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Neuropsychopharmacology. 2017 Feb;42(3):661-670. doi: 10.1038/npp.2016.131. Epub 2016 Jul 27.

Toll-like Receptor 4 Mediates Morphine-Induced Neuroinflammation and Tolerance via Soluble Tumor Necrosis Factor Signaling.

Author information

1
Neuroscience Institute, Petit Science Center, Georgia State University, Atlanta GA, USA.
2
Center for Translational Social Neuroscience, Yerkes National Primate Research Center, Department of Psychiatry and Behavioral Sciences, Emory University, Atlanta, GA, USA.
3
Department of Physiology, Emory University, Atlanta, GA, USA.

Abstract

Opioid tolerance and the potential for addiction is a significant burden associated with pain management, yet its precise underlying mechanism and prevention remain elusive. Immune signaling contributes to the decreased efficacy of opioids, and we recently demonstrated that Toll-like receptor 4 (TLR4)-mediated neuroinflammation in the periaqueductal gray (PAG) drives tolerance. Tumor necrosis factor (TNF), a product of TLR4 signaling, promotes inflammation and facilitates glutamatergic signaling, key components of opioid tolerance. Therefore, we hypothesize that TLR4-mediated opioid tolerance requires TNF signaling. By expression of a dominant-negative TNF peptide via lentiviral vector injection in rat PAG to sequester soluble TNF (solTNF), we demonstrate that solTNF mediates morphine tolerance induced by TLR4 signaling, stimulates neuroinflammation (increased IL-1β and TLR4 mRNA), and disrupts glutamate reuptake (decreased GLT-1 and GLAST mRNA). We further demonstrate the efficacy of the brain-permeant PEGylated version of the anti-solTNF peptide, XPro1595, injected systemically, to normalize morphine-induced CNS neuroinflammation and morphine- and endotoxin-induced changes in glutamate transport, effectively preserving the efficacy of morphine analgesia and eliminating tolerance. Our findings provide a novel pharmacological target for the prevention of opioid-induced immune signaling, tolerance, and addiction.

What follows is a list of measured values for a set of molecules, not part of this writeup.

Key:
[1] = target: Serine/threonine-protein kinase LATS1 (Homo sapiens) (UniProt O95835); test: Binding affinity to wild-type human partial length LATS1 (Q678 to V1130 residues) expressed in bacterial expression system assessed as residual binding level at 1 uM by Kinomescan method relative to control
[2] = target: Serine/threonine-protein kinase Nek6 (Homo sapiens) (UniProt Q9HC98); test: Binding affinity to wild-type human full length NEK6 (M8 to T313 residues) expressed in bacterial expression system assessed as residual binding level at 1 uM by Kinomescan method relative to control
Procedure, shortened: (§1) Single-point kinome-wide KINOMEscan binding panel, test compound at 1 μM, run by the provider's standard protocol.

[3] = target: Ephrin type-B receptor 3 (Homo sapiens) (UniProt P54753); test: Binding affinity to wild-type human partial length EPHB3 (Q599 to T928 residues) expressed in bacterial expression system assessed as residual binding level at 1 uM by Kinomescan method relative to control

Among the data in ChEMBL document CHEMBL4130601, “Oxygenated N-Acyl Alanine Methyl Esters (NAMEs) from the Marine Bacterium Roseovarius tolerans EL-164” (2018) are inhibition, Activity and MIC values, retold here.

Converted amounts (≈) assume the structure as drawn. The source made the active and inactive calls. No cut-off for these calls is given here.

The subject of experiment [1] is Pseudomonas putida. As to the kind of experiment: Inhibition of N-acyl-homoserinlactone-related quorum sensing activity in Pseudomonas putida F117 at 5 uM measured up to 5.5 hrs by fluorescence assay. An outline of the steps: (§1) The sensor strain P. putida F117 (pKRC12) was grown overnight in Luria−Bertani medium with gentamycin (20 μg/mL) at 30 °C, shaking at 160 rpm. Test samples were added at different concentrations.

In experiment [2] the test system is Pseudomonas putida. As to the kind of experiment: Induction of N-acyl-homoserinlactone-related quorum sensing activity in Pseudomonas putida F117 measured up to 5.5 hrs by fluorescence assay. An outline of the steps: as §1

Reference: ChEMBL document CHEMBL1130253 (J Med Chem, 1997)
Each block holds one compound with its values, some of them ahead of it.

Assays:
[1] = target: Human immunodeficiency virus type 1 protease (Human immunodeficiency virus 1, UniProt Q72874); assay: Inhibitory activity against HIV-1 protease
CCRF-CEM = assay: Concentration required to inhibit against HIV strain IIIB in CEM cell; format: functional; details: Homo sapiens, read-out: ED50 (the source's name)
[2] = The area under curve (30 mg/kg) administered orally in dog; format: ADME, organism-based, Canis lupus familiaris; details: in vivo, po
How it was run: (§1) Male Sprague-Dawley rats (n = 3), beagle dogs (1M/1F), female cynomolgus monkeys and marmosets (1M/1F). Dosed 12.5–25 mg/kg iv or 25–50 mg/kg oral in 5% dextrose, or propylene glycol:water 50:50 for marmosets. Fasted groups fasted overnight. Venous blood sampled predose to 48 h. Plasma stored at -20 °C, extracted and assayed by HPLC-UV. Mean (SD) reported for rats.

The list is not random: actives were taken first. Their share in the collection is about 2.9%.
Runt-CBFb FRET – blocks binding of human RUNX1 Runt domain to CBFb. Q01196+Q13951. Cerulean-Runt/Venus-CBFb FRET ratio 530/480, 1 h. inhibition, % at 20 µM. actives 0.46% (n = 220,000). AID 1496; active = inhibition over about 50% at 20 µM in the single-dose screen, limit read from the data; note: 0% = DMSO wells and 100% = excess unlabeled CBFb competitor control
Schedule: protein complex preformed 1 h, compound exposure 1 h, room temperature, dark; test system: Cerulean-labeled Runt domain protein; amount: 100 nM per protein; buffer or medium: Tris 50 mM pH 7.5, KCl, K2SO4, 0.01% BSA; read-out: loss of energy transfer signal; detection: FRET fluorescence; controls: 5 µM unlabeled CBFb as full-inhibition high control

PMID:
27461080
PMCID:
PMC5240168
DOI:
10.1038/npp.2016.131
[Indexed for MEDLINE]
Free PMC Article

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